Do not use Nintendo Switch and Steam Deck in hot weather

Owners of Steam Deck ‘s and Nintendo switch consoles are advised not to use them in temperatures that are too high, as doing so may reduce performance, trigger an automatic shutdown, or even result in user burns.

Nintendo Switch

A heat wave is massacring many countries in the world. There is a huge drought and the forests are on fire. Despite how unbearably hot it is, some people play handheld games outside, despite the companies’ warnings. Despite how unbearably hot it is, some people play handheld games outside, and the businesses that support them advise against doing so. According to a tweet from Valve from yesterday, ambient temperatures between 0 ° and 35 ° C are ideal for the Steam Deck’s performance. If the temperature rises, the console’s performance will start to decline as this is a protection against overheating of the device’s components.

The company also explains that AMD’s custom APU Zen 2 / RDNA 2 “Aerith” in the Steam Deck can withstand temperatures as high as 100 degrees Celsius. After that, though, the chip will begin to deteriorate, and the Steam Deck will shut down at 105 degrees Celsius to safeguard its internal parts from harm. However, after that, the chip will start to degrade and when it reaches 105 degrees Celsius, the Steam Deck will shut down to protect components from potential damage.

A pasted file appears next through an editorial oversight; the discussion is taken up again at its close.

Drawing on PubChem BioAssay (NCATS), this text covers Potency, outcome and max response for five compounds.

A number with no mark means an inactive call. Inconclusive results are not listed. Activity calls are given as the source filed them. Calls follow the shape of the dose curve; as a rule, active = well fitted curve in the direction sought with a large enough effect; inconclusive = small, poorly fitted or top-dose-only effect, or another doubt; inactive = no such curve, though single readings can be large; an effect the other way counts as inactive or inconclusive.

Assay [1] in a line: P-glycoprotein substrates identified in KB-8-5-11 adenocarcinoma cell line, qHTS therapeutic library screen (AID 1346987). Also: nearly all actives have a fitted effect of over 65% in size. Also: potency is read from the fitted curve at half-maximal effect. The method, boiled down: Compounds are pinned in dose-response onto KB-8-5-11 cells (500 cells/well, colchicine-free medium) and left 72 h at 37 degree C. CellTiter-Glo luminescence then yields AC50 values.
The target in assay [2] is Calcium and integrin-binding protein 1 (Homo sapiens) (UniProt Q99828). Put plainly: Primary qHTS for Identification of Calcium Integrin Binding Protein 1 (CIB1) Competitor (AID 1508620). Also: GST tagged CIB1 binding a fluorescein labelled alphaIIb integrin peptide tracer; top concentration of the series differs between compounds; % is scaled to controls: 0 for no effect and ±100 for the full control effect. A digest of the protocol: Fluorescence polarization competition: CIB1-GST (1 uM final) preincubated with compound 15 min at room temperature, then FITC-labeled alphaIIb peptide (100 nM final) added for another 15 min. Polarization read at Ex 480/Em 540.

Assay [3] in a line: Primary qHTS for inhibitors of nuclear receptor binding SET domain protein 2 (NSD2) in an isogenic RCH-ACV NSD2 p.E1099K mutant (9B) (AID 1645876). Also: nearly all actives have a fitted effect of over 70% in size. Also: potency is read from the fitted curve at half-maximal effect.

Valve isn’t the only one to issue this kind of alert. Nintendo tweeted last week that using the Switch in a warm environment could cause the device’s temperature to rise; it advises using the device in environments where the temperature doesn’t rise above 40 degrees. Last week, Nintendo tweeted that using the Switch in a hot place could cause the device’s temperature to become high – it recommends using the device in places where the temperature does not exceed 40 degrees.

The Switch can get warm while charging or operating, and these temperatures can be even higher in warm environments, according to information on the Nintendo support website. Users are therefore warned about the potential for burns.